pick up hitchhikers. Observe the speed limit at all times. Never send or
read text messages while driving. If using a cell phone becomes
necessary, do not even use hands-free devices — pull off the road to a
safe place to make or take calls.
Report any accident immediately to a supervisor and
to the local authorities. Follow any of their instructions to the
letter. Keep driver’s license, automobile registration, and pertinent
insurance info conveniently located, so they are always readily
Maintaining a courier vehicle is also part of
providing laboratory customers with outstanding service. Not only is it
important to keep a courier vehicle in good operating condition and
follow the company maintenance schedule but also to make sure the
vehicle is clean — both inside and outside.
Safety supplies that need to be in the vehicle
include a box of protective latex, nitrile, or other synthetic gloves; a
protective lab coat; a spill kit that contains sufficient materials to
allow containment and clean up of a small to medium-size spill. In the
event of a breakdown on the road, an emergency flasher and/or cones to
alert others is/are a good idea; a tire inflator; a flashlight (be sure
to check the battery); a broom, ice scraper, and snow shovel if the
geographic area covered is prone to ice and snow; and a cell phone and
charger, a GPS, and a local map.
Road rage, aggressive driving, or drinking and
driving are taboo for a courier even while off duty. Customer service
requires that a courier be in good graces with everyone with whom he
comes in contact, customer or not, since his public behavior has a
direct impact on his organization, setting it apart from its
Superior customer service
A courier must meet or exceed the expectations not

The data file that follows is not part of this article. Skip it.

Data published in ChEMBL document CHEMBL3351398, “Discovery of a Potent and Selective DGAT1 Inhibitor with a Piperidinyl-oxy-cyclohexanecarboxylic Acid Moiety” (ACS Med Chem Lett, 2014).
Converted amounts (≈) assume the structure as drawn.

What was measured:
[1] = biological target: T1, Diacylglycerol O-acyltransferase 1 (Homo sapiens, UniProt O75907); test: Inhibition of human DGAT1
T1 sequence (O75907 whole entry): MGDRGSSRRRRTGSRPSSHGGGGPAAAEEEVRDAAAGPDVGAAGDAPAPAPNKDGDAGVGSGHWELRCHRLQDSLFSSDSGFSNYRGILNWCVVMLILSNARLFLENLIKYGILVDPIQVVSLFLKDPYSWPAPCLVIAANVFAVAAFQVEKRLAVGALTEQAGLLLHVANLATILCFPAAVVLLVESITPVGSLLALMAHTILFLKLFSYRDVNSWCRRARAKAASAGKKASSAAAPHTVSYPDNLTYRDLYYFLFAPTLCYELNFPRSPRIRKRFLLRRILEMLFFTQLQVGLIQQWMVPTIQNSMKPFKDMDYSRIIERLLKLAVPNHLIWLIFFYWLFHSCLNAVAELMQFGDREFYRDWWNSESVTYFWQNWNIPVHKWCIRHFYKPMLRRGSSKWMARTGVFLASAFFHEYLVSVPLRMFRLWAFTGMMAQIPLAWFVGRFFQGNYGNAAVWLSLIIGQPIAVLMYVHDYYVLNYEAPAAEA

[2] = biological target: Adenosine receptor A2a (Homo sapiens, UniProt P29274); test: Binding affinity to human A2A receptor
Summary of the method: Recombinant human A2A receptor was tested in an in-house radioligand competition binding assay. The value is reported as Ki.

only of the organization but also of its clients. To demonstrate great
customer service, a courier needs to have a positive attitude every day.
He needs to answer clients’ questions or follow through with an answer
if he does not have a ready answer. A courier should report any problems
to his supervisor immediately by phone if possible or as soon as he
completes his route. He organizes his route and deliveries for maximum
efficiency, and he never promises what he cannot deliver.
To be successful, couriers must have integrity and
reliability, and must be willing to follow protocol and procedures. A
courier frequently works under tight schedules. Speed and efficiency are
important, but a courier must not lose sight of safety, correct handling
techniques, and customer-service skills. He has an important role to
perform as part of the patient-care team, as he supports the ordering
physicians and the laboratory technologists in getting the job done and
done right — the first time. Performing real-time monitoring of customer
satisfaction will allow the lab to identify and correct problems
quickly. A glowing recommendation from a lab’s customer about its
courier service equates to increased business and begins to build the
lab’s courier business into five-star service that a professional
laboratory expects to deliver.
Best-selling author, professional speaker, and safety
consultant Terry Jo Gile, MT(ASCP), MA Ed,
has partnered with laboratory educator and courier expert,
Helen Ogden-Grable, MT(ASCP), PBT, to
develop a DVD that will demonstrate five-star customer service to
couriers as well as provide appropriate tools to make your courier
service memorable. Visit www.safetylady.com for more information.